JAXA prepares another attempt to insert Akatsuki spacecraft into Venus orbit
The Japanese Aerospace Exploration Agency (JAXA) has announced that their spacecraft Akatsuki will be attempting once more to reach an orbit around Venus. The news comes almost 5 years after the spacecraft was first launched aboard their H-IIA flagship rocket out of Tanegashima Space Center in Japan. The next attempt is planned for Dec 7, 2015.
The agency has been closely looking for another opportunity for Akatsuki to complete its mission ever since the first attempt was made.
At the original time of launch from Tanegashima Island on May 20, 2010, everything was performing nominally. Initial orbit insertion operations started on time on Dec 6, 2010, but directly following the planned blackout of communications, contact was lost with the spacecraft. JAXA stated that: the orbiter was not injected into the planned orbit as a result of orbit estimation.
Formally known as Venus Climate Orbiter (VCO) and Planet-C, Akatsuki has been mostly shut down to conserve energy since 2010 in an effort to prolong its original life span of about 2 years.
Now, with less than a year until the new targeted injection date, JAXA has shared details for their observation plans for the probe once an orbit around Venus has been reached. These plans include:
- Observing Venus as a whole from afar to understand its cloud formations, deep atmosphere, and surface conditions
- Detailed observations from a close orbit of cloud convection, distribution of wave-like motions and various changes
- Observing the layer structure of clouds and the planet’s atmosphere from a lateral direction
- Monitoring lightning and night glow while in the shade of the sun
- Observing the changes in atmospheric layer structure by emitting radio waves that will penetrate the atmosphere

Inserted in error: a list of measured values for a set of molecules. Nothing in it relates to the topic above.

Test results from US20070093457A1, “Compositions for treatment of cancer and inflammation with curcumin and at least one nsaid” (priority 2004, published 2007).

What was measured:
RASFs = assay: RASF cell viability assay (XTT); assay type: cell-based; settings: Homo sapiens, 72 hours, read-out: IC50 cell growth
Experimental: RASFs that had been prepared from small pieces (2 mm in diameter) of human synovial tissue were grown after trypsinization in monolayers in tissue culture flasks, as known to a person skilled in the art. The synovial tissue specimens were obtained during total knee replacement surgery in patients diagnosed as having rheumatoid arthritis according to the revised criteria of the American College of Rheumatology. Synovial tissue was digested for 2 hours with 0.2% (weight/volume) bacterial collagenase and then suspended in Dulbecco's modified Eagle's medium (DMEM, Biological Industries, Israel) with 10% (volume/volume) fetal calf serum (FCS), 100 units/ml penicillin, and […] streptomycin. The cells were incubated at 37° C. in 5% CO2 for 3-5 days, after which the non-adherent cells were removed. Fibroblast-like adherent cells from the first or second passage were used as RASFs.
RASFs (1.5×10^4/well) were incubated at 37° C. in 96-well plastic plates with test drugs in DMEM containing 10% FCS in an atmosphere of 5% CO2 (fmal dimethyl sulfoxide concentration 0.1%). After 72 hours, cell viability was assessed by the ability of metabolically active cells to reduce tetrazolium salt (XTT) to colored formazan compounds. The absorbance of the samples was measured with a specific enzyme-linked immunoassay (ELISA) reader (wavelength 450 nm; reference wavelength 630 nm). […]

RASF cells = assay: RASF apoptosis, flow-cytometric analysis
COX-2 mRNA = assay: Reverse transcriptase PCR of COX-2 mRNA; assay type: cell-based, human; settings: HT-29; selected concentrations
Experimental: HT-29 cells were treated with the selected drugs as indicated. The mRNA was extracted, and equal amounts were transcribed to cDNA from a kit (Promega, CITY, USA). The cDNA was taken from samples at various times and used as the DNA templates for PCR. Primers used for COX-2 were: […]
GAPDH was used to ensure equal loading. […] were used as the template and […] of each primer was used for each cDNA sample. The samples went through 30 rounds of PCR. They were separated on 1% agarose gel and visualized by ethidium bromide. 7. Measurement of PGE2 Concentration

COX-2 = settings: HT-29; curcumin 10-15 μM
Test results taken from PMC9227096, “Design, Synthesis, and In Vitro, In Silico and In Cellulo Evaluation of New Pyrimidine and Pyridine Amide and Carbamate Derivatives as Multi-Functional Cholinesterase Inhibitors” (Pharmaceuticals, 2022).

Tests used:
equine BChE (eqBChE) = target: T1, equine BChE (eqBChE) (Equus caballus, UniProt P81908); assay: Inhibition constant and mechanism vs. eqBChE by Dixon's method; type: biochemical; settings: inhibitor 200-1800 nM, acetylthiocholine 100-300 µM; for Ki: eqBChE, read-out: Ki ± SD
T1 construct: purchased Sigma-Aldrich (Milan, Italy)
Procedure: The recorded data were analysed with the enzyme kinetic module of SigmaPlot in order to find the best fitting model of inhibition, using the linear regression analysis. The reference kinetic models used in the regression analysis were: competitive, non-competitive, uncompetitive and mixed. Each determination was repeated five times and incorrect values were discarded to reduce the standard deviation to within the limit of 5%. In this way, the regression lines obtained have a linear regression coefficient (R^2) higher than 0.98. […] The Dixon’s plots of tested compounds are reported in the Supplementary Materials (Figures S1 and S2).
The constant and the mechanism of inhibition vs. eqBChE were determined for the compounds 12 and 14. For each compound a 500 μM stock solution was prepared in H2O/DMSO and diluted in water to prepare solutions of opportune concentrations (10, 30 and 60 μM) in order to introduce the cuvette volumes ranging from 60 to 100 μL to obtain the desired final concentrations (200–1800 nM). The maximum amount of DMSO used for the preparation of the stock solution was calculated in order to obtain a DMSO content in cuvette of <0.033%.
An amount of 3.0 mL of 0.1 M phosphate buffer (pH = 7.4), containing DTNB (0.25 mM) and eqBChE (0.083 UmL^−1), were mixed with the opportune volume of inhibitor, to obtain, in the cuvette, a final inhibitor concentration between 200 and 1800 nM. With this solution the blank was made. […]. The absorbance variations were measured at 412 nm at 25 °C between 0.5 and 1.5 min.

Each of these types of observations will be made at different wave lengths from an elliptical orbit around the planet, which is due to last about eight or nine days. During these days, Akatsuki will be relaying imagery and data back to ground stations in Japan.
Meaning “dawn” or “daybreak” in Japanese, Akatsuki is being given its second chance to provide scientists with new information about the planet Venus.
Already during its four and a half year journey, it has provided information regarding how solar wind is caused, using one of the probe’s on-board instruments. The research, which has already been published in The Astrophysical Journal, may provide clues to solving the corona heating issue of our sun.
Be sure to check back with Spaceflight Insider regarding updates on the Akatsuki mission.
Britt Rawcliffe is a professional freelance aerospace and aviation photographer based out of Pennsylvania with over six years of professional photographic experience. Her creative imagery has spanned into all areas relating to space, including launches, photojournalism, architecture, and portraiture. Britt’s passion for history has been a common thread in much of her work, including having photographed many Moonwalkers such as Buzz Aldrin and Gene Cernan.